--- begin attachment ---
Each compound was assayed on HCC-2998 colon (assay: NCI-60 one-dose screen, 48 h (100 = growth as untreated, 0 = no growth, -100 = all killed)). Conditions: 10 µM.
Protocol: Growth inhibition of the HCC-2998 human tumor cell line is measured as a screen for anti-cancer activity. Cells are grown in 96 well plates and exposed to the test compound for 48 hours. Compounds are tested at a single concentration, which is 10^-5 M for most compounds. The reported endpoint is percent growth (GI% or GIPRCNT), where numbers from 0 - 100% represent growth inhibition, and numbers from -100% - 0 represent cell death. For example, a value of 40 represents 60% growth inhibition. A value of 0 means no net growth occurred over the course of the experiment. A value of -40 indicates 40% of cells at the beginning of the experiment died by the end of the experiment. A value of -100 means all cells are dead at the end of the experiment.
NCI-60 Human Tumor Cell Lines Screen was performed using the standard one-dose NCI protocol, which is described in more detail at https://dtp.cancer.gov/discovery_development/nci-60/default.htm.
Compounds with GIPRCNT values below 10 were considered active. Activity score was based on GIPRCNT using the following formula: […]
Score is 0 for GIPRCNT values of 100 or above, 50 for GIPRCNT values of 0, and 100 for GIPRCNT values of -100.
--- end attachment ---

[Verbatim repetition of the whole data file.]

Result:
Each compound was assayed on HCC-2998 colon (assay: NCI-60 one-dose screen, 48 h (100 = growth as untreated, 0 = no growth, -100 = all killed)). Conditions: 10 µM.
Protocol: Growth inhibition of the HCC-2998 human tumor cell line is measured as a screen for anti-cancer activity. Cells are grown in 96 well plates and exposed to the test compound for 48 hours. Compounds are tested at a single concentration, which is 10^-5 M for most compounds. The reported endpoint is percent growth (GI% or GIPRCNT), where numbers from 0 - 100% represent growth inhibition, and numbers from -100% - 0 represent cell death. For example, a value of 40 represents 60% growth inhibition. A value of 0 means no net growth occurred over the course of the experiment. A value of -40 indicates 40% of cells at the beginning of the experiment died by the end of the experiment. A value of -100 means all cells are dead at the end of the experiment.
NCI-60 Human Tumor Cell Lines Screen was performed using the standard one-dose NCI protocol, which is described in more detail at https://dtp.cancer.gov/discovery_development/nci-60/default.htm.
Compounds with GIPRCNT values below 10 were considered active. Activity score was based on GIPRCNT using the following formula: […]
Score is 0 for GIPRCNT values of 100 or above, 50 for GIPRCNT values of 0, and 100 for GIPRCNT values of -100.